April 7, 2009

Tuesday, April 7, John 12:20-26

We continue with our journey to Easter with Mary, Martha, and Lazarus.
(By Cynthia Davis)


It was dark when Lazarus returned.
“Tell us what happened today!” Mary did not even wait for her brother to remove his cloak.
The man slowly took off his turban and smiled at the woman.
“Mary, let Lazarus wash his hands and sit down,” Martha intervened. Solicitously she studied the man’s face. “Are you tired?”
“Sister, I could never be tired from a day with Jesus,” he smiled in reply.
“I am sure you are hungry,” she responded. “You men never think to eat when listening to the Master.”
“Yes, come sit down and tell us what happened today!” Mary bounced up and down on her toes with impatience.
Obediently Lazarus followed his sisters into the spacious room where the family dined. If he closed his eyes he could see Jesus and the twelve closest disciples sprawled around the table. An impatient sigh from Mary recalled him to the present. With a smile at her excitement, he washed his hands in the bronze basin.
“Blessed are you Lord God, Ruler of the Universe. We thank you for your bounty,” the man offered the ritual blessing then took his place at the end of the low table.
Soft cushions on all four sides of the polished wood as well as thick rugs on the stone floor spoke of the wealth of this household. A serving girl poured thinned wine from a bronze ewer into 3 carved cups. Lazarus turned his cup slowly in his hands.
“This craftsmanship is wonderful,” he stated. “Jesus honored me with this gift.”
Mary opened her mouth to speak, but closed it as her brother continued.
“Today we were near the Temple when something unusual happened,” he said with a slightly troubled look on his face.
“Tell us,” urged Martha when the man paused.
He picked up a piece of bread from the platter and stared at it before continuing. Both sisters were silent and puzzled by his action.
“Some Greeks were in Jerusalem. They singled out Philip. I guess it was because they knew him from his home town of Bethsaida. I heard them ask to speak to Jesus. Philip didn’t know what to say, so he asked Andrew. Together they went to Jesus.” He smiled slightly. “It was almost funny to see how confused the disciples were.”
Lazarus stopped speaking. Mechanically he took a bite of the bread and chewed slowly. It was obvious his thoughts were far away.
“Then what happened?” Mary could not contain herself when Lazarus didn’t resume the story.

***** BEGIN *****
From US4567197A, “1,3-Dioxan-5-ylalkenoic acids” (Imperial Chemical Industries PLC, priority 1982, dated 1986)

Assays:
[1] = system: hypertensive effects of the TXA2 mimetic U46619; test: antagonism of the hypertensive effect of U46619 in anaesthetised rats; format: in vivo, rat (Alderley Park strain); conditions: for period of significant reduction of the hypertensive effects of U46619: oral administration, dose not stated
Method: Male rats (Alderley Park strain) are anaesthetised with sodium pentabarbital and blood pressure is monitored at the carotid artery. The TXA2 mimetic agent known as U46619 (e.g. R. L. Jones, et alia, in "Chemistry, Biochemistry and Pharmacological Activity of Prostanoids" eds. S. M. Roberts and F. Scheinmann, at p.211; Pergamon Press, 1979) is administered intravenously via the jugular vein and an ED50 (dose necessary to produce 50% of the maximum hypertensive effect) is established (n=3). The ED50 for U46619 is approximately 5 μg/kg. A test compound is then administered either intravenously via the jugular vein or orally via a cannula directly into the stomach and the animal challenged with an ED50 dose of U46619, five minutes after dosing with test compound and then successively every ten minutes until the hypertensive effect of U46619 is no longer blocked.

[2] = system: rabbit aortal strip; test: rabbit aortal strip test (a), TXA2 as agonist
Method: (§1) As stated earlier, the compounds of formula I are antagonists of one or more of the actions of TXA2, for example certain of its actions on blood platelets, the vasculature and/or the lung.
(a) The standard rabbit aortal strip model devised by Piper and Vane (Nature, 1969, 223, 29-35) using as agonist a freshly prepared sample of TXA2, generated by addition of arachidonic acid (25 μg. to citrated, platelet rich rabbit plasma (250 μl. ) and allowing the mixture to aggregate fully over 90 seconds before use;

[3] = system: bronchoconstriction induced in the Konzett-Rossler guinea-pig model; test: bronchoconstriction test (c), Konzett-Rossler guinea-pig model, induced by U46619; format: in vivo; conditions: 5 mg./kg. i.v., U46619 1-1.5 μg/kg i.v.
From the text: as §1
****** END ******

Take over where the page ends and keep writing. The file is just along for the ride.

“I didn’t hear what Andrew and Philip said. Jesus looked at them with that tender smile he has,” the man continued. “Then he stood up and moved toward the visitors. They bowed low at his approach.”
“He went to talk to the Gentiles!” Martha gasped in horror.
“You shouldn’t be surprised,” her brother shook his head. “Jesus never does the expected thing.”
“That’s true,” Mary nodded. “He welcomed me, a woman, to hear his teaching.”
Martha nodded. The two women sat quietly while Lazarus frowned at his food.
“What he said was confusing though. Jesus said, ‘The hour has come for the Son of Man to be glorified. Unless a grain of wheat falls to the ground and dies, it remains just a grain. If it dies, it bears more fruit.’ I’m not sure what he meant.” He didn’t look at his sisters but continued to stare at his plate.
“When a grain of wheat is planted, it grows a whole stalk of wheat,” Mary said softly.
“I know,” her brother replied. “It’s what Jesus said next that was more troubling. ‘Those who love their life lose it and those who hate their life in this world will keep it for eternal life. Whoever serves me must follow me, and where I am, there my servant is. Those who serve me, the Father will honor.’ It sounds like he was comparing himself to the wheat. It was almost like he was expecting to die like a grain of wheat in order for greater growth to come.”
Mary moved to sit close to her brother. She took his hand between her palms.
“He raised you from the dead. Surely Jesus cannot die,” she whispered.
Lazarus shook his head and repeated. “I don’t understand it.”
Martha felt a chill like the one she experienced outside of Jerusalem watching the triumphal entry.
“He cannot die,” she repeated her sister’s words.

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